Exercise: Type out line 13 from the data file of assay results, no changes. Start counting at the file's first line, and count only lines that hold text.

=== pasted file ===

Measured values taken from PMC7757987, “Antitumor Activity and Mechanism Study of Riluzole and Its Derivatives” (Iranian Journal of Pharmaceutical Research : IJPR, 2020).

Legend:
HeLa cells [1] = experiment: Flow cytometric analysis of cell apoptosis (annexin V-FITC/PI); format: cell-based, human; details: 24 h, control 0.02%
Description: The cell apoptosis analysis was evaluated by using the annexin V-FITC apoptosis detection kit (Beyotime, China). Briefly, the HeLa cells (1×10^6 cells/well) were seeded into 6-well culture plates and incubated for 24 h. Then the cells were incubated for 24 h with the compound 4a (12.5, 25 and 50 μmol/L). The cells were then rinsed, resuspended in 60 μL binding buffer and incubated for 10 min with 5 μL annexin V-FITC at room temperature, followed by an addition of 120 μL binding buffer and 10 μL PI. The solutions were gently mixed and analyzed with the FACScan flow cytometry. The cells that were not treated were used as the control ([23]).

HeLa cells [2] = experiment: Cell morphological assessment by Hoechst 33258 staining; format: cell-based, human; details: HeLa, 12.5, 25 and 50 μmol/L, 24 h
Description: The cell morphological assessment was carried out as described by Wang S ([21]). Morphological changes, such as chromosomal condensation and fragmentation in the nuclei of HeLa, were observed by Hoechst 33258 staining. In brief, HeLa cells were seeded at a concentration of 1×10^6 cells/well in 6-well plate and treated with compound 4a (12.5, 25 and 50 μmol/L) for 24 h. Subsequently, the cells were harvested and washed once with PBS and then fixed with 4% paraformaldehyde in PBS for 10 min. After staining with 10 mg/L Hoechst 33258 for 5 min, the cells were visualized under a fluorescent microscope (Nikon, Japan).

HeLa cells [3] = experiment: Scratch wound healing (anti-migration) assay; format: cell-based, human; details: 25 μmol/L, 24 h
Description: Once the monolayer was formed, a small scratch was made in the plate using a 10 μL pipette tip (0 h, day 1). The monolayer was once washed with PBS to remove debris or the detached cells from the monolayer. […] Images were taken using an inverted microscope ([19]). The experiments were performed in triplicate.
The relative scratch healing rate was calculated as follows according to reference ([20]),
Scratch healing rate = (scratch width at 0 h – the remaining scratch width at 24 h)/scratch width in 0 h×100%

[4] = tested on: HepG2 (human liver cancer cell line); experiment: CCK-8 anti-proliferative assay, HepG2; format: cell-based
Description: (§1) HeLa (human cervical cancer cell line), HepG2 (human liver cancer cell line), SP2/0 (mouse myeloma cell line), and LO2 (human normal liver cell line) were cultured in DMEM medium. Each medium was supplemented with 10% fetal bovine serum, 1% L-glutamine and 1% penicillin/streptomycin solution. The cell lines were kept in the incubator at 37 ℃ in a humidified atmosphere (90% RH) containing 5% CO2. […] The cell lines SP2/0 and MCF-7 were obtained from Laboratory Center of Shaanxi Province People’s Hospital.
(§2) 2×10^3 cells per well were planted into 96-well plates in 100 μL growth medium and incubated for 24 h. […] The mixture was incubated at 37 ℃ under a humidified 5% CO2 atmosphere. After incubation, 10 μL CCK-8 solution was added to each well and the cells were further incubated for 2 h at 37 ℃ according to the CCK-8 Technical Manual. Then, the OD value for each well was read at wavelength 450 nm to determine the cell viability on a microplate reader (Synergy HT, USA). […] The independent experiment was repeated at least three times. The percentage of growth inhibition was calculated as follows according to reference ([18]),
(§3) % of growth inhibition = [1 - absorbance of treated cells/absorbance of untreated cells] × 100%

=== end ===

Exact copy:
(§2) 2×10^3 cells per well were planted into 96-well plates in 100 μL growth medium and incubated for 24 h. […] The mixture was incubated at 37 ℃ under a humidified 5% CO2 atmosphere. After incubation, 10 μL CCK-8 solution was added to each well and the cells were further incubated for 2 h at 37 ℃ according to the CCK-8 Technical Manual. Then, the OD value for each well was read at wavelength 450 nm to determine the cell viability on a microplate reader (Synergy HT, USA). […] The independent experiment was repeated at least three times. The percentage of growth inhibition was calculated as follows according to reference ([18]),